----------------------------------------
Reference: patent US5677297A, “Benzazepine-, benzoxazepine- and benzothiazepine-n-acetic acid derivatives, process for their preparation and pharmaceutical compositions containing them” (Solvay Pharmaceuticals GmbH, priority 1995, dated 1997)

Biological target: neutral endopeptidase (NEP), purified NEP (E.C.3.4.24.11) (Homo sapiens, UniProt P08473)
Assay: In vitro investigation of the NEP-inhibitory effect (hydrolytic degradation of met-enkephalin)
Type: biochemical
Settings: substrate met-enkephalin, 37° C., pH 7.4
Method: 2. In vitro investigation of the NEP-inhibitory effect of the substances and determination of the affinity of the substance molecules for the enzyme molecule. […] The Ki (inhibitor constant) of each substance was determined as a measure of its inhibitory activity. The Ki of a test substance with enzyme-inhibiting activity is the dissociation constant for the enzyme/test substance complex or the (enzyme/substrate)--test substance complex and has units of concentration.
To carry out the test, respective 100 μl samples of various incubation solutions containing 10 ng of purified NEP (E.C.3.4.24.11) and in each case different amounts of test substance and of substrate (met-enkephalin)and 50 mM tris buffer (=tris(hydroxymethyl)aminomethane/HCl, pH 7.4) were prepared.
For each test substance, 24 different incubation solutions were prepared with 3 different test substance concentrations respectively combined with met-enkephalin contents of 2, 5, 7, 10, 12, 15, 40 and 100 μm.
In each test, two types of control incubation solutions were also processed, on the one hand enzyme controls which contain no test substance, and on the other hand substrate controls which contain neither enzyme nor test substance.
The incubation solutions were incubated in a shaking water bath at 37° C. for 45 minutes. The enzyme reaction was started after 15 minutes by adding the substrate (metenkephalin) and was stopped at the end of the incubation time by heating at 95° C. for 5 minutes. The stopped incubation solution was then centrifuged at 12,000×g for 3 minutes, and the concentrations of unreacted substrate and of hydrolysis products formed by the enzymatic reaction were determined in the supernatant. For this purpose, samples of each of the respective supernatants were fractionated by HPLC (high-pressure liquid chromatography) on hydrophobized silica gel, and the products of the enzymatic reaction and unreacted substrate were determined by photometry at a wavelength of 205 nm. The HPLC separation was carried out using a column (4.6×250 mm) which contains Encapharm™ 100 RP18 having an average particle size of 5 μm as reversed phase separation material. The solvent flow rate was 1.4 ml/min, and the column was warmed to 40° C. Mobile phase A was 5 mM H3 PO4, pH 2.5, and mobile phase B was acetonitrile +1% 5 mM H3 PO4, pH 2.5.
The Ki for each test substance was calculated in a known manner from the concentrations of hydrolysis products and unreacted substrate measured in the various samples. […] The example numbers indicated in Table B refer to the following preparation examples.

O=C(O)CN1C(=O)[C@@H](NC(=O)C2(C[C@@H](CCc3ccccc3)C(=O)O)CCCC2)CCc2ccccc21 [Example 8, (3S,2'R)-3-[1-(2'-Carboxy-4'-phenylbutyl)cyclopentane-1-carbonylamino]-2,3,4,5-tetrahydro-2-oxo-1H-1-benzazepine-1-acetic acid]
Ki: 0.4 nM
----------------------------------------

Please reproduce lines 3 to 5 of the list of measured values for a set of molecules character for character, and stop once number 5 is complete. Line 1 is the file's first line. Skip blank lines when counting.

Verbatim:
Assay: In vitro investigation of the NEP-inhibitory effect (hydrolytic degradation of met-enkephalin)
Type: biochemical
Settings: substrate met-enkephalin, 37° C., pH 7.4